What a difference a week can make. Just days ago everyone standing in line in Market Basket or at the coffee shop was wearing a mask. Now, with the lifting of most COVID-19 related restrictions in Massachusetts, we can see each other’s faces again, with some exceptions.
It might be easy to look upon those few still hidden behind their masks with derision -- after all, aren’t they ready to be over this pandemic -- but we’d do well to bear in mind the anxiety, and, for some, real risk that comes with taking off the mask.
For example, what do parents decide for children under age 12 who are still not eligible for a COVID-19 vaccine? The likelihood of children developing serious complications from the coronavirus is small compared with adults, according to the U.S. Centers for Disease Control and Prevention. But it’s not nothing.
People with weakened immune systems also remain at risk, even after getting their COVID-19 shots.
The CDC’s latest guidance on masks, and now state public health rules, say they should not be required for people who’ve been vaccinated. But we’re all on our honor about that — which has some public health experts worried.
All of which leaves some of us taking the measure of every situation, particularly involving crowds, and deciding whether to mask up or whether it’s even worth taking part.
Daniel Summers, a North Andover pediatrician, recently told the Washington Post that his goal is to help parents of his patients feel confident about making the right call.
“I’m primarily trying to empower them to make their own calculations and feel confident in those decisions — that I trust them to do this for any given situation, because these decisions are on a case-by-case, event-by-event, activity-by-activity basis,” said Summers. “I want them to feel like they can assess the risk that’s going to be present, they can know who is going to be there and decide if the risk they are going to be accepting is worth the benefit that they are going to enjoy.”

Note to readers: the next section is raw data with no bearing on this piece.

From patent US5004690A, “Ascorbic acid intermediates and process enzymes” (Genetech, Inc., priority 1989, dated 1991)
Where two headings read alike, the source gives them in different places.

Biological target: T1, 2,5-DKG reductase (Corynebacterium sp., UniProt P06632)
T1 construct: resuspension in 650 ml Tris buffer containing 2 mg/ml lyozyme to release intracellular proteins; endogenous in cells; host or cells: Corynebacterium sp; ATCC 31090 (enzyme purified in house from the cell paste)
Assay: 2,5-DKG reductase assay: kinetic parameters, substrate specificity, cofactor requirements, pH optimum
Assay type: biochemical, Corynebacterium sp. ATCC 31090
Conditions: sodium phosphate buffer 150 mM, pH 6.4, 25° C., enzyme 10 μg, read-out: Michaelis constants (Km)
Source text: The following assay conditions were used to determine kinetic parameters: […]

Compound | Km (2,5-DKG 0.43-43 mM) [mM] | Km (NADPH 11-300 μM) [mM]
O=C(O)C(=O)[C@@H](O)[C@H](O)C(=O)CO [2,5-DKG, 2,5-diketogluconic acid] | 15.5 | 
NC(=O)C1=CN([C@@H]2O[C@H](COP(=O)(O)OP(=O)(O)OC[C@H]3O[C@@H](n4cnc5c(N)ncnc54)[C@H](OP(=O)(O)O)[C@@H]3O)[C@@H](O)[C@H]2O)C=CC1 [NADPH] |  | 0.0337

It’s a perfectly reasonable approach, albeit not always easy to communicate to children, nor easy to accept for any of us who just want this thing to be finished.
The important thing, Summers notes, is to remember these conversations in light of the ones we were having a year ago, when the message was to wear masks to stop the spread of COVID-19. Now, at least, we’re making decisions about going to baseball games or the beach or summer camp. Now we face the hope of life getting back to normal.
Even as more people get the jab — about three-quarters of the vaccine eligible population in Massachusetts has at least one dose — masks remain part of life for some. The rest of us should count ourselves lucky and maybe offer the still-masked a little deference — and certainly six feet of distance — as we come out of these dark times together.